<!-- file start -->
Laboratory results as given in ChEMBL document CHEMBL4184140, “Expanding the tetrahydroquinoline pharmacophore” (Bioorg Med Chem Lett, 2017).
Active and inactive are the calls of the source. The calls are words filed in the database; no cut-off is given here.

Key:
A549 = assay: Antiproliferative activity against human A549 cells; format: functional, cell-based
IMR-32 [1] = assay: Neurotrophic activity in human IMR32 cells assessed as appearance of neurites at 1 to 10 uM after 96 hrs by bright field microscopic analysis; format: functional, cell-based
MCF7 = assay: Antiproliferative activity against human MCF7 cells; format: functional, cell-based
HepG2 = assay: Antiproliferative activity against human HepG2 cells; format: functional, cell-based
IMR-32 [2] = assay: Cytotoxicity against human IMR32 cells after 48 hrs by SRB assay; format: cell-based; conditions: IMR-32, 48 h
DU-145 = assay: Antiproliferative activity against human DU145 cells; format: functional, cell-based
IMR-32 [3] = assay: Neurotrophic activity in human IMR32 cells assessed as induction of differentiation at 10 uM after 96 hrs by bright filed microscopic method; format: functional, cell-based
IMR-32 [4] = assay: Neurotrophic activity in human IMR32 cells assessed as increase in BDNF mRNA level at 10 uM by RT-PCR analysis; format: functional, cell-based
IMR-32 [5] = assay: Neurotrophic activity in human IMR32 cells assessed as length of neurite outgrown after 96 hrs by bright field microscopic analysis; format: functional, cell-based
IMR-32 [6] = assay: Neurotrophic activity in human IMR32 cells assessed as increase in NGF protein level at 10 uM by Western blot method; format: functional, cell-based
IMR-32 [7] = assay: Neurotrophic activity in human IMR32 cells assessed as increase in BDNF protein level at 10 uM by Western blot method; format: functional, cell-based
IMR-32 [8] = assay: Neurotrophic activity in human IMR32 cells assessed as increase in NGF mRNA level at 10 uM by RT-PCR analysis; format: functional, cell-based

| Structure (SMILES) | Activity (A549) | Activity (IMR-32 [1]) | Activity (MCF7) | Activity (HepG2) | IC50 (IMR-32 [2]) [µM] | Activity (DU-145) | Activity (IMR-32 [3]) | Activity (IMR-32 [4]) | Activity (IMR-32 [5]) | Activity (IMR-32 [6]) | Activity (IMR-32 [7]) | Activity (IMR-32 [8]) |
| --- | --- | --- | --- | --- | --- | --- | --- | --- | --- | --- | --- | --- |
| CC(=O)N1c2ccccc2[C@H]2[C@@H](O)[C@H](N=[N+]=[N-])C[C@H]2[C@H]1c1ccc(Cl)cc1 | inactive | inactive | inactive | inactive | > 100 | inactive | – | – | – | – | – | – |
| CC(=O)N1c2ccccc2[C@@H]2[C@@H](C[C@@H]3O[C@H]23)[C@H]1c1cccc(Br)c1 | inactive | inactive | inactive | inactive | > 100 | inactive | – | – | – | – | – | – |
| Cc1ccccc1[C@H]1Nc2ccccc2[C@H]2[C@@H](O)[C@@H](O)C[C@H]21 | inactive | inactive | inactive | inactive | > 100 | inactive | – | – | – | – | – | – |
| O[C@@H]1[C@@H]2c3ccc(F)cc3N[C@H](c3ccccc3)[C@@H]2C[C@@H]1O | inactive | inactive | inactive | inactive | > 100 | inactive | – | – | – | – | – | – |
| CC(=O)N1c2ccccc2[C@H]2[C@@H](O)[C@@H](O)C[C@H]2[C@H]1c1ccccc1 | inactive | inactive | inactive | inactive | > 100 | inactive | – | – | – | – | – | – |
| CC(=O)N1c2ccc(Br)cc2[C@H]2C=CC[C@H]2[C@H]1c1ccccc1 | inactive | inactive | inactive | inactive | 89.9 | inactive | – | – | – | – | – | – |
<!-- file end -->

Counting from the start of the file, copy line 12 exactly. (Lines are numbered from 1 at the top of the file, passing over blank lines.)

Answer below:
IMR-32 [5] = assay: Neurotrophic activity in human IMR32 cells assessed as length of neurite outgrown after 96 hrs by bright field microscopic analysis; format: functional, cell-based